One of Iowa’s biggest nursing home chains, now mired in bankruptcy, allegedly owes taxpayers more than $1 million in unpaid fines due to poor quality resident care, the federal government says.
QHC Facilities, which owns eight skilled-nursing facilities—including Crestview Acres in Marion—and two assisted-living centers in Iowa, filed for bankruptcy protection in late December. The owner of the company, Nancy Voyna, died a few weeks after the company filed for bankruptcy, and her son is now pursuing a sale of the company and all of its assets.
The 10 facilities have a combined capacity of almost 750 residents.
One potential hurdle to a sale is outlined in recent court filings by the US Department of Health and Human Services and the Centers for Medicare and Medicaid Services. The two agencies provide QHC with a significant portion of its revenue through Medicare and Medicaid payments for resident care.
According to CMS, two of QHC’s eight skilled-nursing facilities—one in Mitchellville and one in Winterset—recently faced termination from the Medicare program, which would have shut off all of the federal funding that flows into those homes for resident care. The potential terminations were “based on quality-of-care issues and mold-related issues,” CMS says.
The CMS filings state that during one visit last year to QHC Mitchellville, state inspectors identified 10 deficiencies tied to participation in the Medicare program, and three deficiencies that posed an “immediate jeopardy to resident health and safety.”
When the inspectors returned to Mitchellville in early December, they identified five deficiencies that had “the potential for more than minimal harm to resident health and safety,” according to CMS.
A revisit took place on Jan. 31, and state records indicate the home was again found to be out of compliance with minimum standards. However, the inspectors returned for a third return visit on Feb. 15 — three days before the deadline for the home to comply or lose Medicare and Medicaid funding — and the home was cited for zero federal violations, signaling it was back in compliance.
Court records indicate the Winterset facility was facing a March 15 deadline to come into compliance or lose its federal funding. That was based in part on deficiencies in care that inspectors reported last September. The issues involved infection control and a failure to meet pain-management standards that were part of “a pattern of actual harm to the residents,” according to CMS.
In January, state inspectors returned to the Winterset home and documented at least 29 additional deficiencies — all but one of which was deemed to pose the potential for “more than minimal harm.” Two deficiencies were considered “isolated incidents of actual harm to residents.”
State records indicate that when inspectors returned to the home in February in response to complaints, all of the previously noted deficiencies had been corrected, the complaints were not verified, and the home was back in compliance with minimum standards.
Although both homes appear to have avoided termination from the Medicare program, CMS has objected to some of QHC’s plans to sell the chain, noting that nothing in the proposed process addresses how Mitchellville and Winterset’s potential termination from the Medicare program would impact the sale.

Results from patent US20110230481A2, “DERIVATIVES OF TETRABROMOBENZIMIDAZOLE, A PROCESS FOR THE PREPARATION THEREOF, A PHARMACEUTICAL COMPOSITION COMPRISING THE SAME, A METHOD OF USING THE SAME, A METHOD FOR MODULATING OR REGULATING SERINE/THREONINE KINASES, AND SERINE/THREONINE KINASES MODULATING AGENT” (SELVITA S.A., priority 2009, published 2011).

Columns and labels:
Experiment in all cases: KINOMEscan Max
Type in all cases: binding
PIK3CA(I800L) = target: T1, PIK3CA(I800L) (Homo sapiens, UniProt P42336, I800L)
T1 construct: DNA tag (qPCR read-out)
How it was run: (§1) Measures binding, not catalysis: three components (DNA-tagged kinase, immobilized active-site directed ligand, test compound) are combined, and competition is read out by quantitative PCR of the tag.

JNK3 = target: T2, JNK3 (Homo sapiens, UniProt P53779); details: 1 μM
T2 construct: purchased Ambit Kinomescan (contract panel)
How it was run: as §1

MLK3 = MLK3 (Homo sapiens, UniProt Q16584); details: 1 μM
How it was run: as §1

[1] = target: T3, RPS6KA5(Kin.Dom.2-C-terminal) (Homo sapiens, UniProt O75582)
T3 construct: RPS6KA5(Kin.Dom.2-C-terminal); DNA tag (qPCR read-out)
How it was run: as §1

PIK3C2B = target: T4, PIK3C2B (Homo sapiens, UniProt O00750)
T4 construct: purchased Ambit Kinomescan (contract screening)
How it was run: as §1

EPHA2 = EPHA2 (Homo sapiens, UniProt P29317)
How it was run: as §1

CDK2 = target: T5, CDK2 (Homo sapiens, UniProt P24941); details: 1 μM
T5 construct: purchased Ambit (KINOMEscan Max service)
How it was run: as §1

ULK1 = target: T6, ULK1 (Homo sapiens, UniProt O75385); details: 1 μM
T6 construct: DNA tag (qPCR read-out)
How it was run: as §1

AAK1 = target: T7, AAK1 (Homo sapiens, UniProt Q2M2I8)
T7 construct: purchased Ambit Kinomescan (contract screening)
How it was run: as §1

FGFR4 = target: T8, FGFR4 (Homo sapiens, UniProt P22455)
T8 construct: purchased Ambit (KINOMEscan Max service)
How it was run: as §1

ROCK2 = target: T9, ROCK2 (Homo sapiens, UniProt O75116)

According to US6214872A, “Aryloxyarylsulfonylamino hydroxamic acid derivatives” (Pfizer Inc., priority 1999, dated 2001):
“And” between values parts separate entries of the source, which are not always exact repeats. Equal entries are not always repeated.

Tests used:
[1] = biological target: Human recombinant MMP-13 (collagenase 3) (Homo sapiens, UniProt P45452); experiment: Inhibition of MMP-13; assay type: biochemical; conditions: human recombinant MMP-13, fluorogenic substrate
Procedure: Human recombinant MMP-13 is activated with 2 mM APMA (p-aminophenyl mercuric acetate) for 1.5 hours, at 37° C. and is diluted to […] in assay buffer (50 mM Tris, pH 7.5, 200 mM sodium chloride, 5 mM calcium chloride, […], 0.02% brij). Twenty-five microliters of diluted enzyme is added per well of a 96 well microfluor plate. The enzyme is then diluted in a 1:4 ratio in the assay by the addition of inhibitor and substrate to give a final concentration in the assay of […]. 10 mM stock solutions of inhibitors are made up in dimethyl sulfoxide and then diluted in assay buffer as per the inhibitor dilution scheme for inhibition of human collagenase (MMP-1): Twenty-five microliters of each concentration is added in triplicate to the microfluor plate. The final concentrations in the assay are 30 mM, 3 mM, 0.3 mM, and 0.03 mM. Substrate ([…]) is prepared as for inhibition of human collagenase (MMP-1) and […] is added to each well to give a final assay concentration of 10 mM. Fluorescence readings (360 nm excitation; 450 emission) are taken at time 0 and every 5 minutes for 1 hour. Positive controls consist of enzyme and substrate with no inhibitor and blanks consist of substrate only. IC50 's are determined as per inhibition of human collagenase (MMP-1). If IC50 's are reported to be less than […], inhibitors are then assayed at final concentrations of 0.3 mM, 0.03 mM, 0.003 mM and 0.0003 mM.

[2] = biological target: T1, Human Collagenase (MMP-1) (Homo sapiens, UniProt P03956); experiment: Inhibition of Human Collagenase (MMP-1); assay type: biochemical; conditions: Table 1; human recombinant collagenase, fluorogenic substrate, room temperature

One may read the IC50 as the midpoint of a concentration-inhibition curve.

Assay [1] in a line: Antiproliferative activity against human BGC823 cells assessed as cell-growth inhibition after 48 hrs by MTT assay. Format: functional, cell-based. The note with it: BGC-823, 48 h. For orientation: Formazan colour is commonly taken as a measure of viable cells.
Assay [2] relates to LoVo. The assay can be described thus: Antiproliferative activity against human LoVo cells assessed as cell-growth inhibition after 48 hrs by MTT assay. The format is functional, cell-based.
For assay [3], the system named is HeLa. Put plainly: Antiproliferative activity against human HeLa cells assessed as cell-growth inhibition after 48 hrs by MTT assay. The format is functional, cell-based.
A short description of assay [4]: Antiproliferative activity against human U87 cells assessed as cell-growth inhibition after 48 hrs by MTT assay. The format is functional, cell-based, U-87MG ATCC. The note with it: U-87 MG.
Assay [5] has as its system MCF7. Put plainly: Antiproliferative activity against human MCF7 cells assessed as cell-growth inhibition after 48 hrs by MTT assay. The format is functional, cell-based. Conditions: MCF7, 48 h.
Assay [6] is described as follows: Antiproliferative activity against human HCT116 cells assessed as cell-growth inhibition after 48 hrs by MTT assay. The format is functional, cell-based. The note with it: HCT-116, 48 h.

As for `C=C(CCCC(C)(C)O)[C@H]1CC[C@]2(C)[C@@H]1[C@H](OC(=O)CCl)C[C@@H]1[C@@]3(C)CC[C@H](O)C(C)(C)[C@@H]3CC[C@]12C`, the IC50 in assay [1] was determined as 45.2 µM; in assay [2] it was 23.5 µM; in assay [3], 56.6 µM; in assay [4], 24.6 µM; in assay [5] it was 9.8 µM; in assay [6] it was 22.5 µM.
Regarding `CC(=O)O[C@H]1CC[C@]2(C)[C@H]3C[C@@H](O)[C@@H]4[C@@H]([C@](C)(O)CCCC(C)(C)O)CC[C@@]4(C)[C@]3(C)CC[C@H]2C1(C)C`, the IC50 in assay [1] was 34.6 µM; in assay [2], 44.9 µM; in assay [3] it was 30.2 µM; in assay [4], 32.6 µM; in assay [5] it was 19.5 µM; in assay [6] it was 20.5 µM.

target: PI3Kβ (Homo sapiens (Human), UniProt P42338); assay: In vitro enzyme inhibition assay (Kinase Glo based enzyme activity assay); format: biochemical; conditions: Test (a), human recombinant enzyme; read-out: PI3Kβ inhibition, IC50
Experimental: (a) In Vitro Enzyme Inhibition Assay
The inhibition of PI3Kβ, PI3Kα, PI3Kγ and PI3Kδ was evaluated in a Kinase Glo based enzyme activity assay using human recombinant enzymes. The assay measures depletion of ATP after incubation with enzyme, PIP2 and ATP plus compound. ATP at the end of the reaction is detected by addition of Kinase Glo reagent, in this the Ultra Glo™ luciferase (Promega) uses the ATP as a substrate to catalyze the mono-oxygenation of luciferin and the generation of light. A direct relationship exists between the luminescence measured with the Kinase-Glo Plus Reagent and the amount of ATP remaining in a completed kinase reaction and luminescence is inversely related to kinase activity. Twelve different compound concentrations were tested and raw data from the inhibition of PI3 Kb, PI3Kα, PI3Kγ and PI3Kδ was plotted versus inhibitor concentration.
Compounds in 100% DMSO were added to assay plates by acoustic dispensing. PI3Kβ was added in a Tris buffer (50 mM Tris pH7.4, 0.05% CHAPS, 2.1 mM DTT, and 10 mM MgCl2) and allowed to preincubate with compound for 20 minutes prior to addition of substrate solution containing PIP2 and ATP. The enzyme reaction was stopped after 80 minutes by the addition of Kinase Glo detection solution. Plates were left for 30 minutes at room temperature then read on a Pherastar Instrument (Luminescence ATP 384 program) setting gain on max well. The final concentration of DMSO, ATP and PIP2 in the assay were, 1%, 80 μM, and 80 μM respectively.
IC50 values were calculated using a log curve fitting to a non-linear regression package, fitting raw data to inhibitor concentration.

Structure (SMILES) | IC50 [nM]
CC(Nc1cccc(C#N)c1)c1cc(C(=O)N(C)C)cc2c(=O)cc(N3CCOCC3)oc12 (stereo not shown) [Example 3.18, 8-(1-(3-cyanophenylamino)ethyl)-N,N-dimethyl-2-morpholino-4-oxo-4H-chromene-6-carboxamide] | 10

The agency also notes that QHC owes the federal government $85,000 for Medicare “advanced payments” that it collected, plus $1,176,000 for fines related to quality-of-care violations. The company might also be required to repay provider relief funds it collected to help it respond to the COVID-19 pandemic.
Prior to her death, Voyna stated in court filings that she had recently discovered that QHC had not been paying a series of quarterly fees owed to the state, leaving an accumulated debt of $4 million. That issue is not addressed in the CMS filings, and lawyers for the state haven’t raised the issue with the bankruptcy court.
The judge presiding over the bankruptcy case has ordered that any sale be subject to court approval and that if more than two facilities are included in the sale, the purchase price of each facility must be specified. If Mitchellville or Winterset are terminated from the Medicare program before the sale closes, their Medicare-provider agreements will be excluded from the sale.
The bankruptcy court is receiving detailed reports on patient-care issues in the QHC facilities from a court-appointed ombudsman. However, all of her reports are filed with the court under seal and are not available for public inspection.
In addition, the Iowa Department of Inspections and Appeals, which oversees nursing homes, has informed the judge that it, too, may be filing reports with the court on patient-care issues, but those, too, will be filed under seal.
In recent years, QHC homes have been hit with some of the largest federal fines ever imposed against an Iowa nursing home chain, with inspectors stating the company placed residents in immediate jeopardy due to substandard care. At the same time, however, the company has sued its elderly residents for failure to pay for that care.
State inspectors alleged last year that the Mitchellville home was at times staffed by only one low-level nurse aide to look after 40 or more residents.
At the time, the director of nursing allegedly told inspectors the home was “falling apart” with “bed-ridden, weakened residents with no one to help them.” A nurse aide told inspectors that “everything in the facility is a mess,” and a registered nurse reportedly described the situation for inspectors as a “free-for-all, with no leadership from management.”
QHC’s 10 Iowa facilities are QHC Mitchellville; QHC Winterset North; QHC Winterset South; QHC Madison Square; QHC Fort Dodge Villa; QHC Crestridge; QHC Crestview Acres in Marion; QHC Humboldt North; QHC Humboldt South; and QHC Villa Cottages of Fort Dodge.
This article first appeared in the Iowa Capital Dispatch.